Matthew BeedhamEditor, SHIFT by TNW
Matthew is the editor of SHIFT. He likes electric cars, and other things with wheels, wings, or hulls. Matthew is the editor of SHIFT. He likes electric cars, and other things with wheels, wings, or hulls.
Gather round forkers, it’s time for Moonday Mornings, Hard Fork’s wrap-up of the weekend’s top cryptocurrency and blockchain headlines.
1. Police in the Philippines have arrested 277 Chinese nationals following a tip-off from the Chinese authorities. The suspects are thought to be connected to a cryptocurrency scam primarily targeting investors based in China, a local news outlet reports.
2. A 19-year-old hacker suspected of stealing music from award-winning artists to sell on for cryptocurrency has been apprehended. The teenager has been arrested on suspicion of copyright and computer misuse offenses, according to a City of London Police statement. The affected artists have not been named.
3. Deutsche Bank, one of the world’s top 20 banks by total assets, is set to join the JP Morgan-led blockchain network, the Financial Times reports. The German banking Goliath is the latest in a growing list, which now sits at some 320 banks from all over the world, vowing to use blockchain in an attempt to speed up cross border payments.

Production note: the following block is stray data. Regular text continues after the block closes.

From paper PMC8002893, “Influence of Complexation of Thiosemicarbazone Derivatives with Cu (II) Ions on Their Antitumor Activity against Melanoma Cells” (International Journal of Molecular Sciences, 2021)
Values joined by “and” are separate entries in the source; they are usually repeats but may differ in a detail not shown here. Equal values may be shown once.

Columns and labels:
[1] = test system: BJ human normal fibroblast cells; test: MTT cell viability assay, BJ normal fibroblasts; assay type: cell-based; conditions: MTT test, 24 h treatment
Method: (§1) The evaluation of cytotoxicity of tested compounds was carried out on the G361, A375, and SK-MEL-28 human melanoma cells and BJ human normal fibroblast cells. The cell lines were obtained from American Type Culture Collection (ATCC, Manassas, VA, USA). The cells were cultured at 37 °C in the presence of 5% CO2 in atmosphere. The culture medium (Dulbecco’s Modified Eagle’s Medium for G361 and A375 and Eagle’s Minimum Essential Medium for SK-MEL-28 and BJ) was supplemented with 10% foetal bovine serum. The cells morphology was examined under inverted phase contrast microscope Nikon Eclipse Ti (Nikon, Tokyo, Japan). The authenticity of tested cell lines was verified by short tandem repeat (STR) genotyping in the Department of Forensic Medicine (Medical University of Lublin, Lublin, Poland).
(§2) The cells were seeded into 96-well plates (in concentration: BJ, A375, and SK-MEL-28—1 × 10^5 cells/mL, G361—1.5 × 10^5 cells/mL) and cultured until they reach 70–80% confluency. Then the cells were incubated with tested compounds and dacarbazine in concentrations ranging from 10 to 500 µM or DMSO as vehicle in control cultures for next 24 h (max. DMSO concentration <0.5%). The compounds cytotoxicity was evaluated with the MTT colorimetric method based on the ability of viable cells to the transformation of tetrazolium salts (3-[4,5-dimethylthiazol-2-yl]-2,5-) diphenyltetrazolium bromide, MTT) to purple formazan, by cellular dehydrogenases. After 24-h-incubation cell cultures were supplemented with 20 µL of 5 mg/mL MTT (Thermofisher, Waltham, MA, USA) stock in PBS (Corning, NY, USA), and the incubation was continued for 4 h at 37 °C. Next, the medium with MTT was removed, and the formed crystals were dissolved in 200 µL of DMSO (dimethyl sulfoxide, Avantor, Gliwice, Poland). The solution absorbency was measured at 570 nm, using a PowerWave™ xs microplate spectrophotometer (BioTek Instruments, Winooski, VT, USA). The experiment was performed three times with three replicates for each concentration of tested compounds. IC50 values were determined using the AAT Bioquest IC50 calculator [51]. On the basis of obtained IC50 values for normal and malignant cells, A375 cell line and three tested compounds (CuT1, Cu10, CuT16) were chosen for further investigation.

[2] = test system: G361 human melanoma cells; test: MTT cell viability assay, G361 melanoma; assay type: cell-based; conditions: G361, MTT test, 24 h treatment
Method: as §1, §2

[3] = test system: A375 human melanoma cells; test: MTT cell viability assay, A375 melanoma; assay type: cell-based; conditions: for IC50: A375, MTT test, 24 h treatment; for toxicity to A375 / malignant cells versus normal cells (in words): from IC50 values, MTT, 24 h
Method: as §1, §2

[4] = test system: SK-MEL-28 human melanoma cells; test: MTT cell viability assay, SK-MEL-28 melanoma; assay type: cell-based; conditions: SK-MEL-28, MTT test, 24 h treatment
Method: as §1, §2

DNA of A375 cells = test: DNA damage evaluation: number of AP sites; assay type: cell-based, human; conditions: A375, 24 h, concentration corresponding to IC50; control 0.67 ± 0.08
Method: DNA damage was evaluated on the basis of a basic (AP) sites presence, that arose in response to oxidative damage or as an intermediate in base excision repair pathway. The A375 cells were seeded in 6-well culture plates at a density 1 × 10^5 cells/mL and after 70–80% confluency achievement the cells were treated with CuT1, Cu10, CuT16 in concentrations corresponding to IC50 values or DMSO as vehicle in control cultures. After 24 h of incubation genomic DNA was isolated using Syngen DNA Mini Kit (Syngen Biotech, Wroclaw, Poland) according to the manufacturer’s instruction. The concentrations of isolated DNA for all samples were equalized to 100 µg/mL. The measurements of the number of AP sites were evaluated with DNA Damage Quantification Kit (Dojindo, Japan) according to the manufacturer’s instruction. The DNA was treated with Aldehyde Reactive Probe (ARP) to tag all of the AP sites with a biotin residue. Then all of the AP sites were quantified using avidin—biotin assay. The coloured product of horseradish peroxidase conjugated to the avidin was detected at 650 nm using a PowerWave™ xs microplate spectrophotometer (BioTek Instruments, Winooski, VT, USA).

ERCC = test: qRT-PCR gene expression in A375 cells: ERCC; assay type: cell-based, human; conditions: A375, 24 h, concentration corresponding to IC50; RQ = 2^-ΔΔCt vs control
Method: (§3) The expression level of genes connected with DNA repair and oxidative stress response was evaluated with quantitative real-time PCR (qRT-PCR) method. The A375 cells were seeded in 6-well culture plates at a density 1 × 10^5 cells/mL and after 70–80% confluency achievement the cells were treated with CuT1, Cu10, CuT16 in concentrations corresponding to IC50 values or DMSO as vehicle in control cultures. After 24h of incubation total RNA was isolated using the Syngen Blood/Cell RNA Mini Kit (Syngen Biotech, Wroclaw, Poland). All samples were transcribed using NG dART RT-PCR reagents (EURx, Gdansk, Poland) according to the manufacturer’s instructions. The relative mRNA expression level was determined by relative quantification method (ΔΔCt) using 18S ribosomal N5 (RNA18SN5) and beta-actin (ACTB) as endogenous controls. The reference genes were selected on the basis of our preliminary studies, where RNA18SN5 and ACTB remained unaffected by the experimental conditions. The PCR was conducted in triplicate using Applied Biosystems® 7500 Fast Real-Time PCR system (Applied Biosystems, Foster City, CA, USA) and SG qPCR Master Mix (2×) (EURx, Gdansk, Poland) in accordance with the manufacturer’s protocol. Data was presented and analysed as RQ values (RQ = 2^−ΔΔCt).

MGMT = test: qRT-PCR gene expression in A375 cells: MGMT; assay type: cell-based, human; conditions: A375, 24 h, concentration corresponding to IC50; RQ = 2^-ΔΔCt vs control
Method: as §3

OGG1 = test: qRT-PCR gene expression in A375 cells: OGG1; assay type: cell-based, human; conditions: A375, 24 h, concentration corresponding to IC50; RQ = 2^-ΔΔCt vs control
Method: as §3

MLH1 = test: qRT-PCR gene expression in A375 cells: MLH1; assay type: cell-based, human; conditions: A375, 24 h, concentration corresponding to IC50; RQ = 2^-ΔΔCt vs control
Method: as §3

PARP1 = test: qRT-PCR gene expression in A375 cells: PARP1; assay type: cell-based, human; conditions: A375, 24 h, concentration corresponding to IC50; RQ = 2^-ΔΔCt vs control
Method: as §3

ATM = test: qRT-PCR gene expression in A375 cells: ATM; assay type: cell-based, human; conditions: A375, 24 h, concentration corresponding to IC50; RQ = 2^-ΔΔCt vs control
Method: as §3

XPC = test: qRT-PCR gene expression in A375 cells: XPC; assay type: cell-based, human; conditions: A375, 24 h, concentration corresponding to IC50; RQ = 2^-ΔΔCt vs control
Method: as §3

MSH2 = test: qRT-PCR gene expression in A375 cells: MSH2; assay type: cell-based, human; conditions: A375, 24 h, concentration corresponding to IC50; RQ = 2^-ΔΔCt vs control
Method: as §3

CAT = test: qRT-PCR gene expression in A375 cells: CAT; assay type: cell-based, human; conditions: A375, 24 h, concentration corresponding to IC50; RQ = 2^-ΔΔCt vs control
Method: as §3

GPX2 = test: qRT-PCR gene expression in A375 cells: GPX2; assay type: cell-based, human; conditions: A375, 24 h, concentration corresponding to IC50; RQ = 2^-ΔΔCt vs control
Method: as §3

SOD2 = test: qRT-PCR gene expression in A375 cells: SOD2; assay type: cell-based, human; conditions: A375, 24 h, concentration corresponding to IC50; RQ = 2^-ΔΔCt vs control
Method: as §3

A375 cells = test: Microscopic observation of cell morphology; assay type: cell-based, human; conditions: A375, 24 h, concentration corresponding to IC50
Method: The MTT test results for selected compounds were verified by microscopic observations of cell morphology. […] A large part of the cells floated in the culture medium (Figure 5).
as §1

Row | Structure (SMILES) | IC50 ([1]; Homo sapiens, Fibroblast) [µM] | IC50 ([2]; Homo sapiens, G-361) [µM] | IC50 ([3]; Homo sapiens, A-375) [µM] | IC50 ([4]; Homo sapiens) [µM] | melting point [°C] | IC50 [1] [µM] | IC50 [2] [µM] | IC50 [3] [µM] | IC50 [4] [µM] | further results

4. Despite continually being dragged across the coals, Facebook is still intent on launching its “cryptocurrency” Libra. The chief of the supposedly decentralized consortium of companies that will oversee the administration of the digital asset, the Libra Association, has said the Libra stablecoin will launch by the end of 2020, The Block reports.
5. Speaking of Libra, Central Bank officials are due to meet with Libra’s founders in Basel today, according to the FT. Don’t hold out much hope, though. Earlier this year, a US Congressional committee met with regulators in Switzerland to learn more about the “cryptocurrency” but the meeting did little to curtail the committee’s concerns.
What’s next in blockchain? Join Hard Fork Summit on October 15-17 to find out. With experts like Larry Sanger, co-founder of Wikipedia, on the lineup, it’s not one to miss.
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